"If Lee’s life deteriorated into fraud and feud, his legacy has come to seem only more enduring. The cast of characters that Lee and a clique of almost entirely white guys created has gained cultural and commercial superpower, animating stories and authors and fans in ways that they could never have foreseen.
In Lee’s X-Men, Jean Grey was The Girl, the fairer sex, the weakest link (many of the women in Lee’s books were, alas, The Girl); but in Chris Claremont’s X-books she became the cosmic center of the Dark Phoenix saga, burning down a patriarchal world. Kirby and Lee introduced Black Panther in Fantastic Four, in 1966, but he could not come close to the T’Challa of Chadwick Boseman’s screen portrayal until others (especially Ta-Nehisi Coates and Brian Stelfreeze, beginning in 2016) wrote and drew him. Peter Parker’s teen angst laid the groundwork for the internal divisions of such later young heroes as Kamala Khan, the current Ms. Marvel, defender of Jersey City, committed both to her Muslim faith and to the role models that older heroes provide (she writes fan fiction about the Avengers). Notably, neither the Black Panther nor the Ms. Marvel character was reinvented by white men. The writer G. Willow Wilson, the artist Adrian Alphona, and the editor Sana Amanat modelled Kamala partly on Amanat’s immigrant childhood.
These figures, too, live in the latticework that Lee and Kirby and the rest began, seesawing between personal dramas and cosmic dilemmas. Something big and scary is always on the horizon in a well-made Marvel comic, new or old. If the power fantasies, the high stakes, and the uncertainty about what comes next brand superhero plots as quintessentially adolescent, perhaps—with our tenuous futures, our need for new forms of community, our day-to-day fears about climate and justice and medicine—we are all adolescent now.
Today, new comic books featuring Marvel (and DC) superheroes make up a niche market. It’s unlikely that any staple-bound comic will ever approach the eight million-plus copies that an X-Men relaunch sold in 1991. But as modern superheroes—not just at Marvel, but in part thanks to Marvel—have become more complicated, and sometimes more profound, the culture around them has, too. Newsletters and fan clubs of the Silver Age have grown into specialized venues for critics, from Gary Groth’s The Comics Journal to sites like WWAC and ComicsXF (for which I write). Academic attention has followed. The pioneering monograph about superhero comics, Richard Reynolds’s “Superheroes: A Modern Mythology,” appeared in 1992. Now there are several each year.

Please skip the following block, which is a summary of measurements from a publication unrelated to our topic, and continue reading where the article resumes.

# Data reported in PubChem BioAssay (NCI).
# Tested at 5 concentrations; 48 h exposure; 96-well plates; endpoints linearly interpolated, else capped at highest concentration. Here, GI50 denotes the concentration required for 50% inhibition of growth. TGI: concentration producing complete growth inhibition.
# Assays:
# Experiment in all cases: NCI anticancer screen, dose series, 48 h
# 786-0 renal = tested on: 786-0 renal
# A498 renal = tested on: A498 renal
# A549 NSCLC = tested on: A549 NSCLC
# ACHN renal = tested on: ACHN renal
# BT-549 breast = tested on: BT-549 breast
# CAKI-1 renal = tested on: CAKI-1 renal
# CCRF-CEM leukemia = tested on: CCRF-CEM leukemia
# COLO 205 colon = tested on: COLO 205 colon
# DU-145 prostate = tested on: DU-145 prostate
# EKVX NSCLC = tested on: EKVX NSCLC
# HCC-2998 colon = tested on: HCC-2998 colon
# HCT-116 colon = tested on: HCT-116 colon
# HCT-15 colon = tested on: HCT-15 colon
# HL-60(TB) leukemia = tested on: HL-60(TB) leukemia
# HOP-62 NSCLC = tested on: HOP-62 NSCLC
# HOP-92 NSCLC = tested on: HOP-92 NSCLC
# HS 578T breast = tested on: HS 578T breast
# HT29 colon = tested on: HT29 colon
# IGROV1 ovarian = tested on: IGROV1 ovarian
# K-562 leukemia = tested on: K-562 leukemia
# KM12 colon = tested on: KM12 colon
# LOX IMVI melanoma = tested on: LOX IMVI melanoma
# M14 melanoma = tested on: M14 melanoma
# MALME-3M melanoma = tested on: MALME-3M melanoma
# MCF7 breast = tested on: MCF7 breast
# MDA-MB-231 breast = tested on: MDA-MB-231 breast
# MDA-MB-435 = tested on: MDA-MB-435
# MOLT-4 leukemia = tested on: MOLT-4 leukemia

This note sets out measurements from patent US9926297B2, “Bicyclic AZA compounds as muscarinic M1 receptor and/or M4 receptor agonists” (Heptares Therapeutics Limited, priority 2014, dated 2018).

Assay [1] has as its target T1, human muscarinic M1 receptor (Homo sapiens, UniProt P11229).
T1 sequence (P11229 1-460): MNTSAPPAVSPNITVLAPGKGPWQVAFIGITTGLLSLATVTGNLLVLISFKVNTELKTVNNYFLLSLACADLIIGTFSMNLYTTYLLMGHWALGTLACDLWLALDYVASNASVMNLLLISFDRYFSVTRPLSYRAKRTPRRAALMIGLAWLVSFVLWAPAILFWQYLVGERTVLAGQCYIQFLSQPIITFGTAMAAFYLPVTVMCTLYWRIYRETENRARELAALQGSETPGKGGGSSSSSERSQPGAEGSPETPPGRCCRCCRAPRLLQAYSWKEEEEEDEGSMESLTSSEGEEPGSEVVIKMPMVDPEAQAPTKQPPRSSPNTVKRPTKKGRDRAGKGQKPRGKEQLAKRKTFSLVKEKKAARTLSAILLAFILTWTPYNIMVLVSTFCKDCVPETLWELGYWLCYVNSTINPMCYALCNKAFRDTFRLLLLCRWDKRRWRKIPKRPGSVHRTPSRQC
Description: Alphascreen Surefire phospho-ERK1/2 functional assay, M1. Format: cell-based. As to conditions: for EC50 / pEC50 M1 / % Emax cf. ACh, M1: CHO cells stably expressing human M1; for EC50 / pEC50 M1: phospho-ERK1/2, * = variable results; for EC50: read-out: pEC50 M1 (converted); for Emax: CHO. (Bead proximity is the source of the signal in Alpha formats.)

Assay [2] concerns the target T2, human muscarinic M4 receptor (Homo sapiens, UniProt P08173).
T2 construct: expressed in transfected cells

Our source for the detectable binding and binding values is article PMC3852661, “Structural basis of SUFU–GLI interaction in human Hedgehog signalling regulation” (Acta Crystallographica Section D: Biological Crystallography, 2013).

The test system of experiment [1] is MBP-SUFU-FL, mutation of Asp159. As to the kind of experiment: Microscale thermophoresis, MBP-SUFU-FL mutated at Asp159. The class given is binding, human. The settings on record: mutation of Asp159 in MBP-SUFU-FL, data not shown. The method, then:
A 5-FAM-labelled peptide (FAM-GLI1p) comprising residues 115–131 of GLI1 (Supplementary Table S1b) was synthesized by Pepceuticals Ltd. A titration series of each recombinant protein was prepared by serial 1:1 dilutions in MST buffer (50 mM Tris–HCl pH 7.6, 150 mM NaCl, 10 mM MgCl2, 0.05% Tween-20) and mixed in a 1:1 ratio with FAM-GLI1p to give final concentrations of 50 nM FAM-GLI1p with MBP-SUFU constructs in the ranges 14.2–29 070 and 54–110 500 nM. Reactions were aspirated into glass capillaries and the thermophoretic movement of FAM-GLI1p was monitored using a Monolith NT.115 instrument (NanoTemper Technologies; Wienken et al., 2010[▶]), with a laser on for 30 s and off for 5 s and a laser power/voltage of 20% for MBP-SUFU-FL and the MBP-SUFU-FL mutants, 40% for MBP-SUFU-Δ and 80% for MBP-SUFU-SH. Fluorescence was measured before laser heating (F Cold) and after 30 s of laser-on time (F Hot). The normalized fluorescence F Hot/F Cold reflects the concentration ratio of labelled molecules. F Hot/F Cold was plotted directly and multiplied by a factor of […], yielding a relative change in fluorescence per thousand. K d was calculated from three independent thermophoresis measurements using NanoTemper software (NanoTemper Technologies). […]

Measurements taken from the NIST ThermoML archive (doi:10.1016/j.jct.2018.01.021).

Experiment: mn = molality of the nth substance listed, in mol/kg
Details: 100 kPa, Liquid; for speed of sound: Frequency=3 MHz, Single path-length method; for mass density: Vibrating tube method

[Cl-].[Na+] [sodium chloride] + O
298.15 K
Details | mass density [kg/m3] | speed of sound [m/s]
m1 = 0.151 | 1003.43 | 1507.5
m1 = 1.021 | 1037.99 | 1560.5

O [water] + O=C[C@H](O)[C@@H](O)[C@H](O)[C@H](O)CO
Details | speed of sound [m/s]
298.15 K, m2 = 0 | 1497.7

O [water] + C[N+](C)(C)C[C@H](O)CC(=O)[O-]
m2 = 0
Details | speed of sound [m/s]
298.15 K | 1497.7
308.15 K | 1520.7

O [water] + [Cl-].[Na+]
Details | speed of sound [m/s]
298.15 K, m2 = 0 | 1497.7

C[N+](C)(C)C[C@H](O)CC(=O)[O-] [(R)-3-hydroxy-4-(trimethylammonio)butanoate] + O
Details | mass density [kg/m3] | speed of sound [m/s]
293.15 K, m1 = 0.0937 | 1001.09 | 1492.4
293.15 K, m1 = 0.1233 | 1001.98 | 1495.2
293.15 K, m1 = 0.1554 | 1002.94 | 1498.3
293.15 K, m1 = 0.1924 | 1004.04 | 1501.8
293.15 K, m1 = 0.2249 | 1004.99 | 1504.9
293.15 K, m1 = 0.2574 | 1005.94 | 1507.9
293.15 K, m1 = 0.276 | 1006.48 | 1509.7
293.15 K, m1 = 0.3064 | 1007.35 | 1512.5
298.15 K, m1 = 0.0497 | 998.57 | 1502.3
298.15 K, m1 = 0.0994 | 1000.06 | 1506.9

The popular podcast “Jay & Miles X-Plain the X-Men,” whose existence testifies to the scope of the fandom that Lee helped inspire, calls X-Men “comics’ greatest superhero soap opera.” That soap-operatic aura—not one hero’s journey but the arc of a whole universe—might be credited to Lee and Kirby or, better yet, to their entire sixties stable of writers, pencillers, inkers, and colorists, and to their fans, who wrote in to letter columns, praising or denouncing the latest plot twists. It’s an effect that the Marvel Universe, more than any other modern intellectual property, embodies. Like Troy or Rome, every new Marvel story exists on layers of foundations laid by various hands. Incredibly, Douglas Wolk has chosen to excavate them all: this year, Penguin Press will publish his book about reading every Marvel comic issued between 1961 and 2017, a kind of peak for the highbrow attention that Marvel comics can now attract—not just cultural commentary but appreciative archeology.
Today’s X-Men, chronicled in ongoing comics, are citizens of a sentient island nation, Krakoa, with its own ecosystem, its own foreign policy, its own space colony, diplomats, and privateers. Mutants move there for safety and community, find long-lost friends and same-sex lovers, and resurrect the dead. It’s a far cry from the original X-men roster, five white-bread teens at a Westchester County school. And it’s a lot more like Marvel fandom—a found family, an imagined community, no longer all white, and frequently disabled, devoted to unlikely stories about people who may look odd, or lack social graces, but who can read minds, or teleport, or fly. That mutant nation could never have been created—or even anticipated—by the fast-talking, smug, sometimes generous, and surprisingly conventional Lee. But it could never have happened without him."